Substance Use Disorders: Psychoneuroimmunological Mechanisms and New Targets for Therapy.

Substance use disorders: Psychoneuroimmunological mechanisms and new targets for therapy.

Pharmacol Ther. 2013 Apr 27;
Loftis JM, Huckans M

An estimated 76.4 million people worldwide meet criteria for alcohol use disorders, and 15.3 million meet criteria for drug use disorders. Given the high rates of addiction and the associated health, economic, and social costs, it is essential to develop a thorough understanding of the impact of substance abuse on mental and physical health outcomes and to identify new treatment approaches for substance use disorders (SUDs). Psychoneuroimmunology is a rapidly expanding, multidisciplinary area of research that may be of particular importance to addiction medicine, as its focus is on the dynamic and complex interactions among behavioral factors, the central nervous system, and the endocrine and immune systems (Ader, 2001). This review, therefore, focuses on: 1) the psychoneuroimmunologic effects of SUDs by substance type and use pattern, and 2) the current and future treatment strategies, including barriers that can impede successful recovery outcomes. Evidence-based psychosocial and pharmacotherapeutic treatments are reviewed. Psychological factors and central nervous system correlates that impact treatment adherence and response are discussed. Several novel therapeutic approaches that are currently under investigation are introduced; translational data from animal and human studies is presented, highlighting immunotherapy as a promising new direction for addiction medicine. HubMed – addiction


“Eyes that don’t see, heart that doesn’t feel”: Coping with sex work in intimate relationships and its implications for HIV/STI prevention.

Soc Sci Med. 2013 Jun; 87: 1-8
Syvertsen JL, Robertson AM, Rolón ML, Palinkas LA, Martinez G, Rangel MG, Strathdee SA

Partner communication about HIV sexual risk behaviors represents a key area of epidemiologic and social importance in terms of infection acquisition and potential for tailored interventions. Nevertheless, disclosing sexual risk behaviors often presents myriad challenges for marginalized couples who engage in stigmatized behaviors. Using qualitative data from a social epidemiology study of risk for HIV and other sexually transmitted infections (STIs) among female sex workers and their intimate, non-commercial male partners along the Mexico-U.S. border, we examined both partners’ perspectives on sex work and the ways in which couples discussed associated HIV/STI risks in their relationship. Our thematic analysis of individual and joint interviews conducted in 2010 and 2011 with 44 couples suggested that broader contexts of social and economic inequalities profoundly shaped partner perspectives of sex work. Although couples accepted sex work as an economic contribution to the relationship in light of limited alternatives and drug addiction, it exacted an emotional toll on both partners. Couples employed multiple strategies to cope with sex work, including psychologically disconnecting from their situation, telling “little lies,” avoiding the topic, and to a lesser extent, superficially discussing their risks. While such strategies served to protect both partners’ emotional health by upholding illusions of fidelity and avoiding potential conflict, non-disclosure of risk behaviors may exacerbate the potential for HIV/STI acquisition. Our work has direct implications for designing multi-level, couple-based health interventions. HubMed – addiction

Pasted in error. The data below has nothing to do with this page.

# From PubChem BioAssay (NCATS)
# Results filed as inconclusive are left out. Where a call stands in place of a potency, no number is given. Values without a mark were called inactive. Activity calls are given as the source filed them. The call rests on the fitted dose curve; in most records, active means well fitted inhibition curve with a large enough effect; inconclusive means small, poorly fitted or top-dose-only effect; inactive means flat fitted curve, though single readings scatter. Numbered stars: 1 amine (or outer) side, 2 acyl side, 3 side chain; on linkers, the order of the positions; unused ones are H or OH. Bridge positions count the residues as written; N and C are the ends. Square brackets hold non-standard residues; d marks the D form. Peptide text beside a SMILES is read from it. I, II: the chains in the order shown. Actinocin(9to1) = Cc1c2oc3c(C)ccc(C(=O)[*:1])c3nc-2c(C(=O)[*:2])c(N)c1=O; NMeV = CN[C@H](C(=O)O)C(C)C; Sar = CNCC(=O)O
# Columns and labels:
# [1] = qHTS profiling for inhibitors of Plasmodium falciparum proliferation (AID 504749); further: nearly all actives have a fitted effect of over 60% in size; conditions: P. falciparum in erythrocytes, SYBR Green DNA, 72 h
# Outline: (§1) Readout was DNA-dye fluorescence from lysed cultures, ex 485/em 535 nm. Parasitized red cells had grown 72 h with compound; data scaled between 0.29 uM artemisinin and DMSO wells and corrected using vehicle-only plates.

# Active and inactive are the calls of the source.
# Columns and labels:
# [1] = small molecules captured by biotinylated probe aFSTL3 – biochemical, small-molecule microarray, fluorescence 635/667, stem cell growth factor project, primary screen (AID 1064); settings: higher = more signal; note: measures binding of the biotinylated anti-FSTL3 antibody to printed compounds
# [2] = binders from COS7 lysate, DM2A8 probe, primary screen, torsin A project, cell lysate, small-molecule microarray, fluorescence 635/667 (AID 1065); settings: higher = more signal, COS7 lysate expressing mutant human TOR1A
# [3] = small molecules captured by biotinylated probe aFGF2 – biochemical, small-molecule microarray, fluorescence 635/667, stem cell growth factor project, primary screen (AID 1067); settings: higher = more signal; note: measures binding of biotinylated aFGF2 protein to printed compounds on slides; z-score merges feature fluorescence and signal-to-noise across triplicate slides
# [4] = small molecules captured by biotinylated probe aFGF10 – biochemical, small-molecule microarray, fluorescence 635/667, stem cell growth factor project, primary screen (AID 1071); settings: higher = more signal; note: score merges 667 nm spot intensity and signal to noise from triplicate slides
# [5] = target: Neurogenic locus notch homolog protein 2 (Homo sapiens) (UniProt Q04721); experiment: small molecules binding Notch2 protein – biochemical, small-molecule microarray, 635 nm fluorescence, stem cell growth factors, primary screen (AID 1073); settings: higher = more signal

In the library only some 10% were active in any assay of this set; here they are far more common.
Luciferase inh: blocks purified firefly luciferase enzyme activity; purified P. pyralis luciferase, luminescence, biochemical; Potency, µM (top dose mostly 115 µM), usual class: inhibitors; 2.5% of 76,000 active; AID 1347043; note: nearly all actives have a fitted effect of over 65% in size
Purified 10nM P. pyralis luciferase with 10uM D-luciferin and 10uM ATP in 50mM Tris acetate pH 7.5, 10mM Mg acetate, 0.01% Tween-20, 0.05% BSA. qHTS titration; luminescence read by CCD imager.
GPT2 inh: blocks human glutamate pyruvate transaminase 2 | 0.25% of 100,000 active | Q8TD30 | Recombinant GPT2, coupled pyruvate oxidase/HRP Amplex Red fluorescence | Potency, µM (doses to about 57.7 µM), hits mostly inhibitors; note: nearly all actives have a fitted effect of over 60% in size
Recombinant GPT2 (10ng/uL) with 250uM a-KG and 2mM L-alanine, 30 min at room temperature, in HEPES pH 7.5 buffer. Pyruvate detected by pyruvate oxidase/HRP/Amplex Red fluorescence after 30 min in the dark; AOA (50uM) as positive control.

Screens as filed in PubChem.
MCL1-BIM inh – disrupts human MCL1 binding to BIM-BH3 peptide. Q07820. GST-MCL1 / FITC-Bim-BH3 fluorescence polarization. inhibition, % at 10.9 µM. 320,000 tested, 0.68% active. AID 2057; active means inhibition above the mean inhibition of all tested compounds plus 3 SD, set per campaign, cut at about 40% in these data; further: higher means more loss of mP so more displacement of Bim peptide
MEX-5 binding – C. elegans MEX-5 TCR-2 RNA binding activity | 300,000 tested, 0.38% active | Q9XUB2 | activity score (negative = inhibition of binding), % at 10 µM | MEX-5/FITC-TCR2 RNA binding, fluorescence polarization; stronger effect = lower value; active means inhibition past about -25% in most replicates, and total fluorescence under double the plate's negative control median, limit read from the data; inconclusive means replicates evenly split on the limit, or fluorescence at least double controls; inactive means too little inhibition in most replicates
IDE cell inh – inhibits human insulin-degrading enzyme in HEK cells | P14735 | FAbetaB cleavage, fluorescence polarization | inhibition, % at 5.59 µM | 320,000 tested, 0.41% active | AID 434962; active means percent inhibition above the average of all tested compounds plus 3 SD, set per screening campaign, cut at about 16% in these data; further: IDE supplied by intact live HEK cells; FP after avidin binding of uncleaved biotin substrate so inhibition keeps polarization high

[Compounds in tobacco smoke and pathogenesis of the diseases].

Nihon Rinsho. 2013 Mar; 71(3): 383-9
Sasaki J

Tobacco smoke is a complex mixture of more than 5,000 compounds including about 200 hazardous chemicals. These chemicals are distributed between the particulate and vapor phases of the smoke, and initiate and progress various human diseases. Polycyclic aromatic hydrocarbons existing in tar can induce DNA damage by direct addiction and cause cancers in respiratory tract. Carbon monoxide must jam normal oxygen transport to tissue and enhance the severity of cardiovascular disease. Oxidative stress induced by hazardous compounds in smoke results in pulmonary disease. Nicotine promotes physical addiction to tobacco as well as causes pulmonary diseases, cardiovascular diseases or cancers to smokers. We should investigate compounds in smoke from new type of cigarette and must educate citizens to avoid risky compounds to our health. HubMed – addiction